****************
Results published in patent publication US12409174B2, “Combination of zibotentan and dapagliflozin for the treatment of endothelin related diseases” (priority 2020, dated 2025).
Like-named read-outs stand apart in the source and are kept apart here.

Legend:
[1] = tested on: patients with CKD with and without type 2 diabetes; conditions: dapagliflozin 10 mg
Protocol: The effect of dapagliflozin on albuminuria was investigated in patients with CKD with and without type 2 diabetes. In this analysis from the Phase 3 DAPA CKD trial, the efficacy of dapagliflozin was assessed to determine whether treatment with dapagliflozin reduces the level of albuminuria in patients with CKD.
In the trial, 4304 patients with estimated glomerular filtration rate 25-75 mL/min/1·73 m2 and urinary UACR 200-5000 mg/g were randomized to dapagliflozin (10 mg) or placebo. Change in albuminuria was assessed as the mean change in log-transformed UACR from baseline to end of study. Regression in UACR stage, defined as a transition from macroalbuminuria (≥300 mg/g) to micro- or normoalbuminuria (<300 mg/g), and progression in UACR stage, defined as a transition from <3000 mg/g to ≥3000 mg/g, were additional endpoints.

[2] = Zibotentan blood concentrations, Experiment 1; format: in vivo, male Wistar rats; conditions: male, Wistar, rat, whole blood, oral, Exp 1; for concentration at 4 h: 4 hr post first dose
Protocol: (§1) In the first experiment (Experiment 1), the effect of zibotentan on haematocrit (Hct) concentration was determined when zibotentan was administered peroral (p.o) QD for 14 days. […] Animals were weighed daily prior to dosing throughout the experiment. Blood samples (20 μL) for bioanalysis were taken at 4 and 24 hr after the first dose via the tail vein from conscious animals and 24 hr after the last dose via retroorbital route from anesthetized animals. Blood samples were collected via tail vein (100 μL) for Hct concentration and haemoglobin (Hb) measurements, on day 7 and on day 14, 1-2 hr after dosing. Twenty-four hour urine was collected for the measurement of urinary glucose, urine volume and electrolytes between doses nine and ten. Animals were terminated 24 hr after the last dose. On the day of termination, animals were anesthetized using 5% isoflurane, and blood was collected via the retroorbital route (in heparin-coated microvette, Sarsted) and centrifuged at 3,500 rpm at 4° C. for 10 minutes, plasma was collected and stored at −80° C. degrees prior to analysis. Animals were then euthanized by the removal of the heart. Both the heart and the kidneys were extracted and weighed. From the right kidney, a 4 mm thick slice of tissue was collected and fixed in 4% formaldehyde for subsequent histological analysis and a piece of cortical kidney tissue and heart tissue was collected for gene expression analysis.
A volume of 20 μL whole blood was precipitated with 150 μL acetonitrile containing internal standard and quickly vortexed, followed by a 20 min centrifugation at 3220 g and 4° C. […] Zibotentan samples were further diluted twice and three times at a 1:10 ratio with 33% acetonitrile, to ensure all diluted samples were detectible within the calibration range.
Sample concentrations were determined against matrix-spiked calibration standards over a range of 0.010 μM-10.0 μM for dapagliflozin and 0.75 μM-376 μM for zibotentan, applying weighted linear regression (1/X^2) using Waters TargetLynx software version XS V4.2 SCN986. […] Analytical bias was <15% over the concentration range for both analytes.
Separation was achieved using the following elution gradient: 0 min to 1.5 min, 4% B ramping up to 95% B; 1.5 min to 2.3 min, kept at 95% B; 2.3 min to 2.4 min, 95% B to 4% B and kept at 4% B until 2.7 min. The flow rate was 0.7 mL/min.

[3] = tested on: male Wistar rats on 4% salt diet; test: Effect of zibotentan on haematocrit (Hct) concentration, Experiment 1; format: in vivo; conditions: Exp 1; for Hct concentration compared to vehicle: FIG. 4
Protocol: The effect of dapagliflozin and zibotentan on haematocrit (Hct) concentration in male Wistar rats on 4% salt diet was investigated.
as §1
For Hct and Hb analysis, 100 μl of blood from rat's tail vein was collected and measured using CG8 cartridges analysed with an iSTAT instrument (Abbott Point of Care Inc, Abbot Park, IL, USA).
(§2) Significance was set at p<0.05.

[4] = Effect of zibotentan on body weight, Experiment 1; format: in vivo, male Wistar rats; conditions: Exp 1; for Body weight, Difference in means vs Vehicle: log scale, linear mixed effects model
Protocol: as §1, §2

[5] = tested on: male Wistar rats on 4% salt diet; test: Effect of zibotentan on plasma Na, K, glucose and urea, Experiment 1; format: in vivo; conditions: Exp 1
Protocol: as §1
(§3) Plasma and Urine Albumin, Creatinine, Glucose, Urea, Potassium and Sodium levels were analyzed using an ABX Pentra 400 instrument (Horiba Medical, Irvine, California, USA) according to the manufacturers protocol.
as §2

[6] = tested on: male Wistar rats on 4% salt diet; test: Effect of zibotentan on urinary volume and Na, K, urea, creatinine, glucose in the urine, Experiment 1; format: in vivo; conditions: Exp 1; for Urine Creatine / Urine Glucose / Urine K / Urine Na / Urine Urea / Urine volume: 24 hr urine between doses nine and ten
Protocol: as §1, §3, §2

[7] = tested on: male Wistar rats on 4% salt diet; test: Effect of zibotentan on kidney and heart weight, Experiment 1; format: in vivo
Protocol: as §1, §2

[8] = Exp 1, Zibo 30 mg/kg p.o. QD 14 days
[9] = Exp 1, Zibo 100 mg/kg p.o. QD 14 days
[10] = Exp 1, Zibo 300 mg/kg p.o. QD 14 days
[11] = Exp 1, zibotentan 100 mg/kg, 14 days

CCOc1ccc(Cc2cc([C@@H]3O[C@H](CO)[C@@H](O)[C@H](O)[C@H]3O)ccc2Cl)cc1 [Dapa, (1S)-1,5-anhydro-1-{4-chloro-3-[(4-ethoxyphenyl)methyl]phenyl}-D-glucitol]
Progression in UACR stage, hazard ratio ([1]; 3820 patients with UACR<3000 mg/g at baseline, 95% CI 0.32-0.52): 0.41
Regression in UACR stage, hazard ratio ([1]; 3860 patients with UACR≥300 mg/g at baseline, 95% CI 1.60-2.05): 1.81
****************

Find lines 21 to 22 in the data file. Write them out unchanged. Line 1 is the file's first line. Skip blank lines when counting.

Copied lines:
(§3) Plasma and Urine Albumin, Creatinine, Glucose, Urea, Potassium and Sodium levels were analyzed using an ABX Pentra 400 instrument (Horiba Medical, Irvine, California, USA) according to the manufacturers protocol.
as §2